When I looked at the list of outdoor activities for this year’s Outdoor Writers Association of California (OWAC) spring conference, a rafting trip down the American River practically jumped off the page. “Let’s do this!” I said to Kathy. “I haven’t rafted the American River since 1973, when I was a graduate student at Sacramento State.” I had also worked as a paid intern for the Sacramento County Board of Supervisors during that time and learned firsthand about a fledgling organization called Friends of the River. Friends of the River was mounting a campaign to stop the proposed Auburn Dam project. It seemed that certain political heavyweights were pushing to bury the breathtakingly pristine north and middle forks of the American River under several hundred feet of water. Thankfully, cooler heads prevailed and the project was eventually abandoned. Natural treasures like the American River Canyon are never completely safe, however. Like a bad cold that just won’t go away, the plan to build Auburn Dam still rears its ugly head from time to time.
California Ambition, Luck and Savagery: Old Town Auburn
The transformation of the Mexican territory of Alta California began on January 24, 1848, when James W. Marshall discovered a gold nugget in the American River while constructing a sawmill for John Sutter, a Sacramento land baron and unscrupulous agriculturalist. News of Marshall’s discovery inspired the Gold Rush of 1849, where thousands of haggard dreamers, scheming industrialists, and their hangers-on, from all over the US and beyond, risked it all to make their fortune in what would become the “Golden State” of California.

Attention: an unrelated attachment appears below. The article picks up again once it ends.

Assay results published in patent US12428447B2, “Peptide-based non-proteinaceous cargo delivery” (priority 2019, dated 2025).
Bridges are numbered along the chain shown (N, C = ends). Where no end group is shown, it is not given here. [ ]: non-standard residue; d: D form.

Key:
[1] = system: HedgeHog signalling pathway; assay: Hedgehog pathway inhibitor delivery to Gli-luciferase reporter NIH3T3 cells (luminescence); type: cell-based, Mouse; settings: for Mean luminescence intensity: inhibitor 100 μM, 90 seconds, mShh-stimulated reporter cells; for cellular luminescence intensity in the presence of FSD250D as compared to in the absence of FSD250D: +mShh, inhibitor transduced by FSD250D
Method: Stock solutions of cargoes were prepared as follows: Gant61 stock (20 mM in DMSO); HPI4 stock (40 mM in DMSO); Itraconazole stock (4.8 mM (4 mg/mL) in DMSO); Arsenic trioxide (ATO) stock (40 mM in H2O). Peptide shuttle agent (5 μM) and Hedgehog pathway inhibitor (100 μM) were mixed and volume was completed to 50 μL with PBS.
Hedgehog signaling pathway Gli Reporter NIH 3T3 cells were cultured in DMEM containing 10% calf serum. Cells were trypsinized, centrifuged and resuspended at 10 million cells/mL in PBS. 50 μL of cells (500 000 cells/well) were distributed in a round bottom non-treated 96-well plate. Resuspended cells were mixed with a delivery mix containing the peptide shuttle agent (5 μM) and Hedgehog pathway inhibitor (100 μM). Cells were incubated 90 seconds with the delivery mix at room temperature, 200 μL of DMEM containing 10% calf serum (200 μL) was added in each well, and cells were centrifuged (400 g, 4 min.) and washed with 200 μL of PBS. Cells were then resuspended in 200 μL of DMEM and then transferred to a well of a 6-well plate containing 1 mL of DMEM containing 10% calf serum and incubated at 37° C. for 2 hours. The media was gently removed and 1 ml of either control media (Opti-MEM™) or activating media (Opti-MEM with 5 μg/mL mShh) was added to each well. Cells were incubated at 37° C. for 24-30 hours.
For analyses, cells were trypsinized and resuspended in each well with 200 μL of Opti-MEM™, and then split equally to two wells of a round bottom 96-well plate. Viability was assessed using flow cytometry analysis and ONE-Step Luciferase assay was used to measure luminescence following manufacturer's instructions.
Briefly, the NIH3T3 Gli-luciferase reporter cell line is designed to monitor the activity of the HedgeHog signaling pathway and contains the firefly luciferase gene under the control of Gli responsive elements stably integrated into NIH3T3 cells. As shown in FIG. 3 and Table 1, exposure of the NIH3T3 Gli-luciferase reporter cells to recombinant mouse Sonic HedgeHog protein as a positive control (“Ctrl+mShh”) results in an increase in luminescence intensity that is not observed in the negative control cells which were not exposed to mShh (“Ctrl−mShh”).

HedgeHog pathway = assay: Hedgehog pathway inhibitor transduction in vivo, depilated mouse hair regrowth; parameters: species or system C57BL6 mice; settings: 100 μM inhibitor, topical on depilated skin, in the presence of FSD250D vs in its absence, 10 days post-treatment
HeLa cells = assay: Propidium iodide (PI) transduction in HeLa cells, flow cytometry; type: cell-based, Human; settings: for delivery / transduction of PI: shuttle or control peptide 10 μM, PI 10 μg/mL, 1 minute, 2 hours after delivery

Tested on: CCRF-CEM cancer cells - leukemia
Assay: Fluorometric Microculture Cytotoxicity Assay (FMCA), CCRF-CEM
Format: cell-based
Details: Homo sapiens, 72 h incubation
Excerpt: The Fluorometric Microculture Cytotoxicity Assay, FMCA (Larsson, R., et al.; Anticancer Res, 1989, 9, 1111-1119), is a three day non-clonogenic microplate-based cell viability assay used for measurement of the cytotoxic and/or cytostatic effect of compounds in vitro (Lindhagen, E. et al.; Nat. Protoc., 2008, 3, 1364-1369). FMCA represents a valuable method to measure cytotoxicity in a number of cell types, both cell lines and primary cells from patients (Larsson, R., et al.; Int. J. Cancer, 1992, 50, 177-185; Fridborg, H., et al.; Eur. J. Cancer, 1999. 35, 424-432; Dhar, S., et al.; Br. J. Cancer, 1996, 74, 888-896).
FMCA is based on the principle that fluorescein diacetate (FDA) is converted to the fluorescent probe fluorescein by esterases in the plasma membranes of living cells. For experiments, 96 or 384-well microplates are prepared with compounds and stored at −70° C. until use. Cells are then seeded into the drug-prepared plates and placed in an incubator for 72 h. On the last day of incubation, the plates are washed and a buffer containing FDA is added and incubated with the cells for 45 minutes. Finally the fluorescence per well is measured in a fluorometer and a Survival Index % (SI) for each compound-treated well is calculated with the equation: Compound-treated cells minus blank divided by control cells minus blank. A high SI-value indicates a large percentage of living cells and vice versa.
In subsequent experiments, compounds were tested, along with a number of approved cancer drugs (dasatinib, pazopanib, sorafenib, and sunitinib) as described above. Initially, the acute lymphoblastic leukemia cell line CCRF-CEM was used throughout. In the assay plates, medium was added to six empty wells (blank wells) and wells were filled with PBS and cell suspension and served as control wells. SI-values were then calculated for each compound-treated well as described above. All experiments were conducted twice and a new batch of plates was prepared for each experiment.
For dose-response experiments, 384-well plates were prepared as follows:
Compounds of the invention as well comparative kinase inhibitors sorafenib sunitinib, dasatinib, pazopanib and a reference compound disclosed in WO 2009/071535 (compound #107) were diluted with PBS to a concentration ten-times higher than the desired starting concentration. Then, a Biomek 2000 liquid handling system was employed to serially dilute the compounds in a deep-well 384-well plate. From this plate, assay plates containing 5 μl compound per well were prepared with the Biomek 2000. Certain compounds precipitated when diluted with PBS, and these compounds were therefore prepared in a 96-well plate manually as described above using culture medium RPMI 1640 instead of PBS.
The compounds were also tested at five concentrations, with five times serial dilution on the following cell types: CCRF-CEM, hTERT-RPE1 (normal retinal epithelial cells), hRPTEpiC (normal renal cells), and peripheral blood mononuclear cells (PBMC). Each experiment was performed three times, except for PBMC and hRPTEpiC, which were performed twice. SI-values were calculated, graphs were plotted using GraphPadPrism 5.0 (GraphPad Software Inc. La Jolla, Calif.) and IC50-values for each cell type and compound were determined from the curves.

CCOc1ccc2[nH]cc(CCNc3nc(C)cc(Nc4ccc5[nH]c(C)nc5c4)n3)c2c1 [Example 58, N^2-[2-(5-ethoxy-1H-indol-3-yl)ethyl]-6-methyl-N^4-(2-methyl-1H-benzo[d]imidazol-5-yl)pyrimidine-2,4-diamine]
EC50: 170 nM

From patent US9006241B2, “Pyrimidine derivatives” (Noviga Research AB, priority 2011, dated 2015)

In the spring of 1848, a group of French gold miners arrived in the Sierra Nevada mountains and camped in what would later be known as the Auburn Ravine. Human presence of the Martis People in the Auburn area dates back to 1400 B.C., yet the Nisenan, an offshoot of the Maidu Tribe, inhabited the area more recently.
Point Loma—The annual 2.5-day Western Outdoor News charter aboard the 80-foot sportfisher Sea Adventure 80 ran long and hard to explore the waters around San Clemente Island. Known for its great yellowtail and calico bass action, SCI had recently shown signs of schoolie-sized yellowfin offshore and bigger model YFT close-in.
The 30-anglers, all guys, scheduled for this trip loaded up early and began stowing gear and getting settled. As of the 8:00 p.m. departure fall weather had yet to come to Southern California with tuna and warm water still coming across the border from Mexico in a never ending flood.
The usual deck-talk began with concerns as to where night driver and second Captain, Paul Panello, might run overnight. A call from Captain Harbour over the p.a. outlined the plan.
“We’ll go out and get bait and while we are there at the receiver I’ll fill you guys in on where we are headed,” came the announcement as SA80 pulled away from the H&M docks. While the grey light of morning was still hours away anglers considered where the charter was headed when reports of limit-style tuna bites south of the border had been all the news in recent weeks.
The answer came shortly as everyone gathered into the roomy galley salon for the briefing by the skipper and deckhand, Roman Rodriquez.